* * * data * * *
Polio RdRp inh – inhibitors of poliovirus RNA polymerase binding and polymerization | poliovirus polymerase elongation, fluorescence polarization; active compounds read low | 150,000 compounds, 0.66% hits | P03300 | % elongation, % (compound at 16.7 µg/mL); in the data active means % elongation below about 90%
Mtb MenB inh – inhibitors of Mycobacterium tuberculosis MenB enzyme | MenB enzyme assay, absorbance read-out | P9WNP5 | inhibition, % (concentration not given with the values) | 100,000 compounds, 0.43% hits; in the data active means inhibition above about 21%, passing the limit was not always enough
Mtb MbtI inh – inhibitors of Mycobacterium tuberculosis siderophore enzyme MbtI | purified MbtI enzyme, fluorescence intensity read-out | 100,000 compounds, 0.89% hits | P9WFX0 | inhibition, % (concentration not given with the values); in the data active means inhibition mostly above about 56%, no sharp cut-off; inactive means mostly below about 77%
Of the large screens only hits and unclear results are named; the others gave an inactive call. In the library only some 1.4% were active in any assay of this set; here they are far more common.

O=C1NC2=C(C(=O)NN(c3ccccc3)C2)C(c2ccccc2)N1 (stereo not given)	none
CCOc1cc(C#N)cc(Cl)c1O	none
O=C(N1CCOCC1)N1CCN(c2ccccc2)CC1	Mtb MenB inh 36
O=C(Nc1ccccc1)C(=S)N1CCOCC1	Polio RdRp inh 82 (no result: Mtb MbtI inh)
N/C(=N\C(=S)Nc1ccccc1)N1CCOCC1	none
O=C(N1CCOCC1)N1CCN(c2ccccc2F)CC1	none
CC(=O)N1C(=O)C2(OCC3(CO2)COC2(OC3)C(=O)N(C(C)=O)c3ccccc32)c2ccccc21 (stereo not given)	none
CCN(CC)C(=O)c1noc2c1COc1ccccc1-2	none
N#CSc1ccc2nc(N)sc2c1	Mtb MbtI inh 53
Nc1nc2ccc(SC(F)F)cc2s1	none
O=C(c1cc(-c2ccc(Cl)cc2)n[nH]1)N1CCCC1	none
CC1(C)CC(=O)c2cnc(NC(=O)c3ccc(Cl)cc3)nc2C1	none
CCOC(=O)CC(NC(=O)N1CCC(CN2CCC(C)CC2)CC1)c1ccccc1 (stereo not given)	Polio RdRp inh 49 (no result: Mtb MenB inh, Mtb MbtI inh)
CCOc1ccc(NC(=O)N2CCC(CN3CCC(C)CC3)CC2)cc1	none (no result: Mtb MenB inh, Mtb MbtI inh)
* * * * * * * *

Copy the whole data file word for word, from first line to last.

Polio RdRp inh – inhibitors of poliovirus RNA polymerase binding and polymerization | poliovirus polymerase elongation, fluorescence polarization; active compounds read low | 150,000 compounds, 0.66% hits | P03300 | % elongation, % (compound at 16.7 µg/mL); in the data active means % elongation below about 90%
Mtb MenB inh – inhibitors of Mycobacterium tuberculosis MenB enzyme | MenB enzyme assay, absorbance read-out | P9WNP5 | inhibition, % (concentration not given with the values) | 100,000 compounds, 0.43% hits; in the data active means inhibition above about 21%, passing the limit was not always enough
Mtb MbtI inh – inhibitors of Mycobacterium tuberculosis siderophore enzyme MbtI | purified MbtI enzyme, fluorescence intensity read-out | 100,000 compounds, 0.89% hits | P9WFX0 | inhibition, % (concentration not given with the values); in the data active means inhibition mostly above about 56%, no sharp cut-off; inactive means mostly below about 77%
Of the large screens only hits and unclear results are named; the others gave an inactive call. In the library only some 1.4% were active in any assay of this set; here they are far more common.

O=C1NC2=C(C(=O)NN(c3ccccc3)C2)C(c2ccccc2)N1 (stereo not given)	none
CCOc1cc(C#N)cc(Cl)c1O	none
O=C(N1CCOCC1)N1CCN(c2ccccc2)CC1	Mtb MenB inh 36
O=C(Nc1ccccc1)C(=S)N1CCOCC1	Polio RdRp inh 82 (no result: Mtb MbtI inh)
N/C(=N\C(=S)Nc1ccccc1)N1CCOCC1	none
O=C(N1CCOCC1)N1CCN(c2ccccc2F)CC1	none
CC(=O)N1C(=O)C2(OCC3(CO2)COC2(OC3)C(=O)N(C(C)=O)c3ccccc32)c2ccccc21 (stereo not given)	none
CCN(CC)C(=O)c1noc2c1COc1ccccc1-2	none
N#CSc1ccc2nc(N)sc2c1	Mtb MbtI inh 53
Nc1nc2ccc(SC(F)F)cc2s1	none
O=C(c1cc(-c2ccc(Cl)cc2)n[nH]1)N1CCCC1	none
CC1(C)CC(=O)c2cnc(NC(=O)c3ccc(Cl)cc3)nc2C1	none
CCOC(=O)CC(NC(=O)N1CCC(CN2CCC(C)CC2)CC1)c1ccccc1 (stereo not given)	Polio RdRp inh 49 (no result: Mtb MenB inh, Mtb MbtI inh)
CCOc1ccc(NC(=O)N2CCC(CN3CCC(C)CC3)CC2)cc1	none (no result: Mtb MenB inh, Mtb MbtI inh)